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Lucy Tapahonso's Blue Horses Rush In

By Blake de Pastino

SEPTEMBER 2, 1997:  It's not very often that a reader can attest to finding a pure voice in today's literature. "Original," "bold," "path-breaking"--these are the terms most authors strive to earn, the terms that critics consider to be compliments. But to find a writer who does not drive herself to weariness in an effort to sound new, to find a writer whose voice simply rings true, is a rare pleasure indeed. For the past 15 years, Luci Tapahonso has built a modest but solid reputation by being just such a writer. A Navajo poet and storyteller, Tapahonso has found her voice by striking what is perhaps the most elusive balance in Native American culture: embodying the serenity of tradition while also reflecting the chaos of contemporary life.

In all four of her books, Tapahonso has not only found this delicate balance, but has done so without fear, guile or--for that matter--any visible effort. In one poem after another, she has heeled down that double-yellow line that separates the sacred past and the profane present, the Indian and the Anglo, the reservation and the outlet mall. And it's been no easy task. As she wrote in her first book, Seasonal Woman, back in 1982: "Sometimes/this middle of the road business/is hard to take." Now, in her fifth outing, Blue Horses Rush In, Tapahonso shows that she still has that equilibrium--for the most part. But after more than a decade of maintaining such poise, no one could blame her for faltering a little.

A collection of 27 poems and stories, Blue Horses Rush In takes us back to Tapahonso's old stomping grounds: the sandlots, scrublands and trailer homes outside Shiprock, N.M. There, she meditates on her standard themes--nature, history, family--and oftentimes displays the sleight-of-hand that she's become known for. Her brief vignettes bear particular witness to her skill, like "No Denials From Him," a woman's account of her delinquent husband, or "White Bead Girl," about a mother who finds that her daughter has run away. These are tales not only of modern life but also of deeply spiritual trial, of personal challenges--whether the pain of lost love or the giddy expectation of becoming a grandmother--that are salved by the rituals of tradition, like the wisdom of an elder, the comfort of the Navajo language or perhaps the guidance of a benevolent spirit.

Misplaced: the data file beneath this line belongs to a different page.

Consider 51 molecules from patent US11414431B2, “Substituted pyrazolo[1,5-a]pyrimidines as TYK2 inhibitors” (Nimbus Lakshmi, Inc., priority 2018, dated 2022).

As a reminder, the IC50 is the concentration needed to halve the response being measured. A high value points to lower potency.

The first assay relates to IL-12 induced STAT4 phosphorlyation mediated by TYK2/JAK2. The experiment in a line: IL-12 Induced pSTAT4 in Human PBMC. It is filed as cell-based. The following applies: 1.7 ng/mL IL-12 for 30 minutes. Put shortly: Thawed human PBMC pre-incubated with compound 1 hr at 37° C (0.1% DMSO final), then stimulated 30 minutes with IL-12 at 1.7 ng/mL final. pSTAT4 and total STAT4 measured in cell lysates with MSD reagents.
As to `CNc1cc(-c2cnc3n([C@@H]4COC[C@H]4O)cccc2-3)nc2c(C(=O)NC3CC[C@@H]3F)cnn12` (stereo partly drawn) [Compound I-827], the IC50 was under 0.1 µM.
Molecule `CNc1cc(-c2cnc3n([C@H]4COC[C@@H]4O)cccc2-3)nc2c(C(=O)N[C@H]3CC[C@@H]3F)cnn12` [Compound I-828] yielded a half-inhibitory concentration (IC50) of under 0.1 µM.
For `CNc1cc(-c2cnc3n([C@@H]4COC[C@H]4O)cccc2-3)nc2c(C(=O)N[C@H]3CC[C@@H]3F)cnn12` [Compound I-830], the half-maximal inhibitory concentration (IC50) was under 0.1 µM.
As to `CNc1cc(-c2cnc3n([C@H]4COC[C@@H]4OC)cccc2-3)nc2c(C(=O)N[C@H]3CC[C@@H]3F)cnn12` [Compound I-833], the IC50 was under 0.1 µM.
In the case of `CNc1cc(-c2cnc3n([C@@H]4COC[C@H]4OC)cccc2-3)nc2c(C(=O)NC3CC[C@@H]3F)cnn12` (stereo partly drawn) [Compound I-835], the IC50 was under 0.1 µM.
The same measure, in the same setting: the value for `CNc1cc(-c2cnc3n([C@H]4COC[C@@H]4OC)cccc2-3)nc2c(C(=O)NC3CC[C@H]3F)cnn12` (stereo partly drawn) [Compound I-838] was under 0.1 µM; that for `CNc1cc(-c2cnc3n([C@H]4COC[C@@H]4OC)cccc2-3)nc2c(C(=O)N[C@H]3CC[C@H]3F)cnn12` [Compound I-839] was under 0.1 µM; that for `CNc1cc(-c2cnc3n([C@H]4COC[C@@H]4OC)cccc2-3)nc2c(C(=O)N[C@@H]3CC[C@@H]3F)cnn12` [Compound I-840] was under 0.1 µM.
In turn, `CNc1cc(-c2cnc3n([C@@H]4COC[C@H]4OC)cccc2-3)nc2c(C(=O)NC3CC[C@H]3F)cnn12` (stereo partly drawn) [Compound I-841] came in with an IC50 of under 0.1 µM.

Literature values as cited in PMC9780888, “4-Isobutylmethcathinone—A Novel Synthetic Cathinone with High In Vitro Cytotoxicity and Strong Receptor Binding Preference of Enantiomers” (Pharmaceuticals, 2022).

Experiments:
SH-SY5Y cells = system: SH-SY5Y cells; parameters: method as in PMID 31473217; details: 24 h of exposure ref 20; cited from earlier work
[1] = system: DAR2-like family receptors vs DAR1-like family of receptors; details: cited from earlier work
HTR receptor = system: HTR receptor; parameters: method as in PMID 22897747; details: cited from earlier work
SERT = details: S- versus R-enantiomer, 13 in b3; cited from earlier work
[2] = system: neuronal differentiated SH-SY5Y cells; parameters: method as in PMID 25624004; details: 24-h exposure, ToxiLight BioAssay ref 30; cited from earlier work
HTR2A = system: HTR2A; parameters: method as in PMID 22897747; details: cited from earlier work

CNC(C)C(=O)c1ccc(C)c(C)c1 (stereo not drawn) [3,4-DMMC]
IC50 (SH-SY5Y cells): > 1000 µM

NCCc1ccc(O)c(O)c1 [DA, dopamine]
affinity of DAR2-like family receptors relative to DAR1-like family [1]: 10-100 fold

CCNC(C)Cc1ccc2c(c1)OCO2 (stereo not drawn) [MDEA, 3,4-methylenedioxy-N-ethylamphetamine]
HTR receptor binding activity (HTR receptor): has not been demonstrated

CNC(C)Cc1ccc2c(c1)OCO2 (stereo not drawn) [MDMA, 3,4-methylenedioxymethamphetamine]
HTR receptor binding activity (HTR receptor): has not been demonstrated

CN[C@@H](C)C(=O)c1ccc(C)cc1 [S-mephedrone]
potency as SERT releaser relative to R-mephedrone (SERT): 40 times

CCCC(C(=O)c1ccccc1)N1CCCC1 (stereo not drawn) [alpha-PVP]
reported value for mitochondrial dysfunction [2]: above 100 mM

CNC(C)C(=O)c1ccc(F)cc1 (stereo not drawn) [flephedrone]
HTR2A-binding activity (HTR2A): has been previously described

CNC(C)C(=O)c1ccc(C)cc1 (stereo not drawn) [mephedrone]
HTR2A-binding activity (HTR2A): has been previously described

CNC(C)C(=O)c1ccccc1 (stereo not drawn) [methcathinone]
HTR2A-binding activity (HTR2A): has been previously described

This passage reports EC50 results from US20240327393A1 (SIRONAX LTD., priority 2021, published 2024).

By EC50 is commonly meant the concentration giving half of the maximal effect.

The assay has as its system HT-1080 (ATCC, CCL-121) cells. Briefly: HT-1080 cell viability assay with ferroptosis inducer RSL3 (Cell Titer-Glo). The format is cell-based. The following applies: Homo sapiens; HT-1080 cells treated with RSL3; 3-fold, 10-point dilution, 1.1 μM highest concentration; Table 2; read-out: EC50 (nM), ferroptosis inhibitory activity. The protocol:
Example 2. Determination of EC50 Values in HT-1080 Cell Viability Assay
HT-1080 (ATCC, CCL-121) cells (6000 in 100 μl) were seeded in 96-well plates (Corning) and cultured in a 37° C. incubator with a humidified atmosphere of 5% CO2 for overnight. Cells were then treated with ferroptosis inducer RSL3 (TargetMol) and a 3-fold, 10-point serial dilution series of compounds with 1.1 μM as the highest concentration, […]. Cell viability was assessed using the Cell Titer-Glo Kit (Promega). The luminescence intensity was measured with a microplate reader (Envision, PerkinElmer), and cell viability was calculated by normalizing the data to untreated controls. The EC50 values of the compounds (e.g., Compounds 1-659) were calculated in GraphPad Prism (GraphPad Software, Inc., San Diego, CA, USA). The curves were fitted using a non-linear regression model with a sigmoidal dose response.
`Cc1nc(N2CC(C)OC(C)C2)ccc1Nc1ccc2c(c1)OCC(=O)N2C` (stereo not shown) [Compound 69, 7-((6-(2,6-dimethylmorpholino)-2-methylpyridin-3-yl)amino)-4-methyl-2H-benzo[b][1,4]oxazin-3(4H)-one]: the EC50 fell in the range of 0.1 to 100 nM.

But here is where the issue gets shaky. Because, in Blue Horses Rush In, the emphasis is placed so squarely on tradition, so heavily on spirituality, that Tapahonso seems to lose her narrative footing. For every well-wrought character or truly insightful story, there are two more pieces of sentimental excess. Where Tapahonso used to write about the racial meanings of Noxema or the politics of food stamps, she now writes about how pretty the stars are ("Oh these nights. My blessed bounty of dreams.") or repeats some legend about how the Navajo learned to weave ("With this skill your family will prosper."). As airy and as deeply felt as these pieces are, it's hard not to compare them to some creation myth you've read in an anthology of Indian folklore or to some greeting card you saw on sale in Old Town. We've all read Indian rhetoric; but precious few of us have read Tapahonso at her most economical and unfancy. That's what the reader will miss most here.

It only seems fair, in the end, to recognize that Tapahonso is an artist in a state of change. Priorities shift with time, of course, and so do the writers who expound upon them. And maybe that's what Blue Horses Rush In is all about. For every pound of dross we get here, there are a few ounces of purity. For every sign of imbalance, there's another sign that says the center of gravity is changing. Like any writer who has been in the spotlight for so long, Luci Tapahonso is an ongoing metamorphosis. Although this latest project lacks the best of what we know her for, there's still no telling where she will take us next. (University of Arizona Press, paper, $12.95)

--Blake de Pastino

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